Michael Lombardo drew data from decades-long research at a tree swallow study site along the southern part of the Allendale Campus for a recently published paper on the most favorable fledging circumstances for the birds to return to the nesting area.
While Lombardo, professor of biology, has wound down his field work at Grand Valley and teaches a limited number of classes, the long arc of research continues to pay dividends both for science and for the students who worked with Lombardo.
The students, some of whom worked under scholarship grants, developed a base of scientific best practices that has helped launch careers and work toward advanced degrees.
"I would tell them that we're not building a cyclotron, but these are basic skills you have to have. You need to be really consistent and really conscientious about keeping notes and doing all of these things that are required scientifically," Lombardo said. "This is an ideal situation for students to obtain those skills; over the years, at least six students have gone on to get Ph.Ds."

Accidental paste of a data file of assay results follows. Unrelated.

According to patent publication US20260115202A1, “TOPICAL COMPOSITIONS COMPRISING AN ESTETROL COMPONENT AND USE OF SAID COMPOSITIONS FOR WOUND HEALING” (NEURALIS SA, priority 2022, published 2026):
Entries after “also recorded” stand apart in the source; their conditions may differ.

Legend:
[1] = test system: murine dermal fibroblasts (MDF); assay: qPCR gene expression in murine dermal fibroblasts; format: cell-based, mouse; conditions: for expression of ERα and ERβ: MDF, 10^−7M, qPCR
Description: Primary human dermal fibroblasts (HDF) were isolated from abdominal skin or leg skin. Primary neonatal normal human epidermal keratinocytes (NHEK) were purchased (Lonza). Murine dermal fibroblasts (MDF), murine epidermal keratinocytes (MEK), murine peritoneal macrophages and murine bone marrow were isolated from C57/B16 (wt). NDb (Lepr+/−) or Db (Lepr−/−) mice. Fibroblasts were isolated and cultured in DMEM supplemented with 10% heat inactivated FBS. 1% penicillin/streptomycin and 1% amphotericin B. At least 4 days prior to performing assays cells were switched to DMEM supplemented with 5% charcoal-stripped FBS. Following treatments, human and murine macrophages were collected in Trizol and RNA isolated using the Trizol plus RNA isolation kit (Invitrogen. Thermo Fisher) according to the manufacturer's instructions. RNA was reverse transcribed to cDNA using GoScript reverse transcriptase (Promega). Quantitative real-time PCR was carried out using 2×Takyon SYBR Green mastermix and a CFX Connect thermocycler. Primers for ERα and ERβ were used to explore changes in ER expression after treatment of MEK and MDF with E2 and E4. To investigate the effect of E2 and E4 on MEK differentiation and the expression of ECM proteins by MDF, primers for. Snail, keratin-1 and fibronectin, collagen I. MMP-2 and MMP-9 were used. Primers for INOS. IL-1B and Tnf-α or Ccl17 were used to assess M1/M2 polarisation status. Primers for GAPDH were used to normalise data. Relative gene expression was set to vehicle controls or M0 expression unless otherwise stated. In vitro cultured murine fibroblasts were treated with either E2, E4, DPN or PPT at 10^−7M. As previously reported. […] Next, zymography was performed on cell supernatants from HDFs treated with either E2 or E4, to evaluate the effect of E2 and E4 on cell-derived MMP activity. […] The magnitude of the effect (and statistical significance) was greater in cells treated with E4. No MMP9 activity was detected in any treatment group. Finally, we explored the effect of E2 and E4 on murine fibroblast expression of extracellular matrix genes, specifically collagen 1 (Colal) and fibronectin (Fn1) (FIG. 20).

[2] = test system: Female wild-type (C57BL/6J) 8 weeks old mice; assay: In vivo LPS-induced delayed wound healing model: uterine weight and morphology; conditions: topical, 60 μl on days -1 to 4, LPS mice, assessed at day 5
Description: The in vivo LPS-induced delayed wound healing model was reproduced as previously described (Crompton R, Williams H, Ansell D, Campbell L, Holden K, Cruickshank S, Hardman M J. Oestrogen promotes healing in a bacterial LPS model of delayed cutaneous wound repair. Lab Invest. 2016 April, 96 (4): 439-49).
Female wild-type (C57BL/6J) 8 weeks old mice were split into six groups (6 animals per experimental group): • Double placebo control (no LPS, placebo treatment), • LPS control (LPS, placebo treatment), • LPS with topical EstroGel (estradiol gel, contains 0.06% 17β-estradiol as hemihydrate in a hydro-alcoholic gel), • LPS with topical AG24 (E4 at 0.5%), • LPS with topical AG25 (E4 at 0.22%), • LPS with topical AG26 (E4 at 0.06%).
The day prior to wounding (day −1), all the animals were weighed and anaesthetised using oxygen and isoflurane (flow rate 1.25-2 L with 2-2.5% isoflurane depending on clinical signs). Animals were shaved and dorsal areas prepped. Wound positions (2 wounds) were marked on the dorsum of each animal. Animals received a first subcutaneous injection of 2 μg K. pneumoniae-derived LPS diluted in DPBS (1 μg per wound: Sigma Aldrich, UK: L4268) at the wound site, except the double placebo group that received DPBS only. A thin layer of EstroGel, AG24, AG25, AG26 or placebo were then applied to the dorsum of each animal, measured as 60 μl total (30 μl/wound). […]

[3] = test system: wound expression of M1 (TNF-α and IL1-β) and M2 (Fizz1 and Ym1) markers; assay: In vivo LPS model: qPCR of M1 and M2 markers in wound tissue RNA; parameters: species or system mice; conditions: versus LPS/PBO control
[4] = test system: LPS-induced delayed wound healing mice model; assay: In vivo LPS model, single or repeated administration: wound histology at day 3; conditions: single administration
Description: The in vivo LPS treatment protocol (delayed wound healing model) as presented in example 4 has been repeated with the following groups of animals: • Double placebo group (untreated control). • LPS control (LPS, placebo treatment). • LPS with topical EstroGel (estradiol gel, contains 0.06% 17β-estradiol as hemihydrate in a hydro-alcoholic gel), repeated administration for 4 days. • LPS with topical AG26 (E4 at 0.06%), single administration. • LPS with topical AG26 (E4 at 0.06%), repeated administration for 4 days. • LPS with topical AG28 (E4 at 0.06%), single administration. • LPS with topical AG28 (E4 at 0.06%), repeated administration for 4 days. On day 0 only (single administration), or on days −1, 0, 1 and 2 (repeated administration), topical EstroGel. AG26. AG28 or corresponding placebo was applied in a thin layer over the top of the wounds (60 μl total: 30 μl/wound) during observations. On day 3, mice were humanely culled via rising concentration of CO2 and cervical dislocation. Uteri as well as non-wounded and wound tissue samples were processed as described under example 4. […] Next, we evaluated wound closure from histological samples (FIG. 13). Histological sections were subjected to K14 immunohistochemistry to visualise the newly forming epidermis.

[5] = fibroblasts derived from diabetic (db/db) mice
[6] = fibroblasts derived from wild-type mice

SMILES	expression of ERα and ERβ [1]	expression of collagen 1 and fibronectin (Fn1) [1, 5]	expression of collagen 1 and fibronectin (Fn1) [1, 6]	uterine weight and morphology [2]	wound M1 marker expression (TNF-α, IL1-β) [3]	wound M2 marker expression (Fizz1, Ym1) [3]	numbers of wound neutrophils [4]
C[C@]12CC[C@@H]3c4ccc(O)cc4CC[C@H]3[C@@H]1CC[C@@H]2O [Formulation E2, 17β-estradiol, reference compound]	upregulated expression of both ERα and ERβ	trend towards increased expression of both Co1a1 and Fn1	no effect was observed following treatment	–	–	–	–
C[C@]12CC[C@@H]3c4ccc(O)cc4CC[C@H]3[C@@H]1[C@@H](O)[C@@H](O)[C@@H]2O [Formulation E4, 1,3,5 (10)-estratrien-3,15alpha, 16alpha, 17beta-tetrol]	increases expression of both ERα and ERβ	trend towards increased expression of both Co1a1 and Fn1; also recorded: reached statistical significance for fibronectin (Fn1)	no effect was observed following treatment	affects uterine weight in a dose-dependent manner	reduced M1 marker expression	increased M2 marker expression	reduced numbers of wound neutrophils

As for the study subjects, Lombardo said tree swallows are an ideal bird to research. He began studying them in 1980 as a graduate student.
"They’re easy to study because they nest in nest boxes, like bluebirds do," Lombardo said. "It makes them easy to attract. They're also very tolerant of people studying them; they're easy to attract, catch and handle."